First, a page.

As noted above, the choice of whether to use the open- or closed-tray technique will be based on the particular patient's needs and the preference of the clinician. Often, however, the restorative dentist or clinician will not make a final decision on which technique to use until after final examination of the patient and the implant site(s). At that time a judgement call will be made and the clinician will choose one technique or the other depending upon prevailing patient indications. But because each technique, as conventionally practiced, requires a different impression coping, restorative dentists are required to maintain inventories of both transfer (closed-tray) impression copings and pick-up (open-tray) impression copings, including various sizes and types as may be required for use with a range of patients and procedures. This increases the overhead costs and administrative burdens of the restorative dentist, ultimately resulting in more expensive restorative dental procedures.

The present invention, in accordance with one embodiment, reduces these costs and administrative burdens by providing a universal impression coping system which is adapted to be used efficaciously in both open-tray and closed-tray dental impression techniques. FIG. 3 illustrate one preferred embodiment of a universal impression coping system 300 having features and advantages in accordance with the present invention. The system generally comprises a central body portion or impression pin 302 having a top portion 305 and a bottom portion 307. Preferably, the impression pin is between about 0.25 and 0.5 inches in length and between about 0.10 and 0.20 inches in diameter. Most preferably, the impression pin is about 0.43 inches in length and about 0.16 inches in diameter.

A through-hole (not shown) traverses longitudinally through the impression pin 302 from top 305 to bottom 307. The bottom 307 is further provided with an indexing means in the form of a recessed female hex 309 for mating with a conventional male hex indexing means of an implant fixture (not shown). The particular size and shape of the indexing means 309 is not important for purposes of practicing the present invention and a wide variety of other suitable shapes may alternatively be used with efficacy, giving due consideration to the goals of providing repeatable indexing and anti-rotation of mating components.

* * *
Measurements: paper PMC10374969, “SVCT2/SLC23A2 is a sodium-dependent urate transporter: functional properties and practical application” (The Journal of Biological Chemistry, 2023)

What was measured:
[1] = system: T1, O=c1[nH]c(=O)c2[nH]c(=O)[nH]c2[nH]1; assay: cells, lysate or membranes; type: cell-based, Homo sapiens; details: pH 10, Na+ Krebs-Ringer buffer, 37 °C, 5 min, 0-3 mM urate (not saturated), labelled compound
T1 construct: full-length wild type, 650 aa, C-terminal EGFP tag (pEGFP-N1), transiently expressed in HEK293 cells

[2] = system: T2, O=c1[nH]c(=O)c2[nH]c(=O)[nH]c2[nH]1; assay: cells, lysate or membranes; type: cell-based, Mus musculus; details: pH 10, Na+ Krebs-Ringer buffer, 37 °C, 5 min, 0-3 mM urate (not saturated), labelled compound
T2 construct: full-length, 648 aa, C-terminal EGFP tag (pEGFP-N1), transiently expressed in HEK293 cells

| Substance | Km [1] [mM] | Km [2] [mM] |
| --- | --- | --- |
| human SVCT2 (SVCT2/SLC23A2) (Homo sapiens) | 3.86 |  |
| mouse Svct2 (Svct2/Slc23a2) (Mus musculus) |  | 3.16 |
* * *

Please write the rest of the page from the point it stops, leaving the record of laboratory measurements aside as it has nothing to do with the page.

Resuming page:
A pair of longitudinally-extending key-ways 308 are formed in the impression pin 302 along substantially most of the length thereof to provide registration means for assisting in maintaining the proper orientation of the impression pin when it is reinserted into the impression material (closed tray technique). Similarly, a shallow annular band or waist 306 is provided in the middle portion at least part way around the impression pin to provide sensory-tactile feedback to the clinician to indicate when the impression pin is fully reinserted in the impression material (closed tray technique).

For closed-tray configuration (transfer impression coping) a cap screw 311 is provided having a cap portion 313 and a shaft portion 315 having threads 317 formed on a distal end thereof. In use, the cap screw 311 is passed through the central bore (not shown) of the impression pin 302 until the shoulder 319 of the cap portion 313 abuts against the top 305 of the impression pin 302. The threads 317 of shaft 315 may then extend into the central threaded opining of an implant fixture to temporarily secure the resulting impression coping assembly to the implant. Optionally, suitable driving means such as a female hex (not shown) may be provided in the cap portion 313 of the cap screw 311, if desired, to assist in the securement of the impression coping assembly. Alternatively, this feature may be omitted and the cap screw 311 may be hand tightened or tightened by other means as may be convenient or expedient. The shaft 315 of the cap screw 311 is preferably between about 0.25 and 0.75 inches in length and most preferably about 0.5 inches in length. The cap portion 313 of the cap screw 311 is preferably between about 0.10 and 0.20 inches in length and most preferably about 0.15 inches in length. The cap portion 313 further preferably has a necked-down portion 312 with a diameter reduced by about 10-20% and having a smooth radius at the top portion thereof.